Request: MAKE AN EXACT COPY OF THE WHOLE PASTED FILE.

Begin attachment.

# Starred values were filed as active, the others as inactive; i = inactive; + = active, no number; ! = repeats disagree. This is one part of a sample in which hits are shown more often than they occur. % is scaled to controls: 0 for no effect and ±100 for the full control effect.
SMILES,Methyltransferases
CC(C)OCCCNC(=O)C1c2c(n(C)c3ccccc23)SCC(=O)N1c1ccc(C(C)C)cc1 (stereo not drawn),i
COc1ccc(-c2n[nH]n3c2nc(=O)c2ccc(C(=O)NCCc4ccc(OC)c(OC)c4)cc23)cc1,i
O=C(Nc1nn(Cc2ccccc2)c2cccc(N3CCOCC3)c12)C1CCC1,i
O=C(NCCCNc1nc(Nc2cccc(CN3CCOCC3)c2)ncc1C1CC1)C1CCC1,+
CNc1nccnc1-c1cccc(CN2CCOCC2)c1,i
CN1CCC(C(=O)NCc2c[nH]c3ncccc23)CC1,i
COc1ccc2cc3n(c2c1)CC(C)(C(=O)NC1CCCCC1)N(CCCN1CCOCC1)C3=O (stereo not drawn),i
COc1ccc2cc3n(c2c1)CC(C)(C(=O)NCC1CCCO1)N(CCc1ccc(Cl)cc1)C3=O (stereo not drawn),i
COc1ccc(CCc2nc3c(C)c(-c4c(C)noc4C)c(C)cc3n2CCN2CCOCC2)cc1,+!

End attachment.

# Starred values were filed as active, the others as inactive; i = inactive; + = active, no number; ! = repeats disagree. This is one part of a sample in which hits are shown more often than they occur. % is scaled to controls: 0 for no effect and ±100 for the full control effect.
SMILES,Methyltransferases
CC(C)OCCCNC(=O)C1c2c(n(C)c3ccccc23)SCC(=O)N1c1ccc(C(C)C)cc1 (stereo not drawn),i
COc1ccc(-c2n[nH]n3c2nc(=O)c2ccc(C(=O)NCCc4ccc(OC)c(OC)c4)cc23)cc1,i
O=C(Nc1nn(Cc2ccccc2)c2cccc(N3CCOCC3)c12)C1CCC1,i
O=C(NCCCNc1nc(Nc2cccc(CN3CCOCC3)c2)ncc1C1CC1)C1CCC1,+
CNc1nccnc1-c1cccc(CN2CCOCC2)c1,i
CN1CCC(C(=O)NCc2c[nH]c3ncccc23)CC1,i
COc1ccc2cc3n(c2c1)CC(C)(C(=O)NC1CCCCC1)N(CCCN1CCOCC1)C3=O (stereo not drawn),i
COc1ccc2cc3n(c2c1)CC(C)(C(=O)NCC1CCCO1)N(CCc1ccc(Cl)cc1)C3=O (stereo not drawn),i
COc1ccc(CCc2nc3c(C)c(-c4c(C)noc4C)c(C)cc3n2CCN2CCOCC2)cc1,+!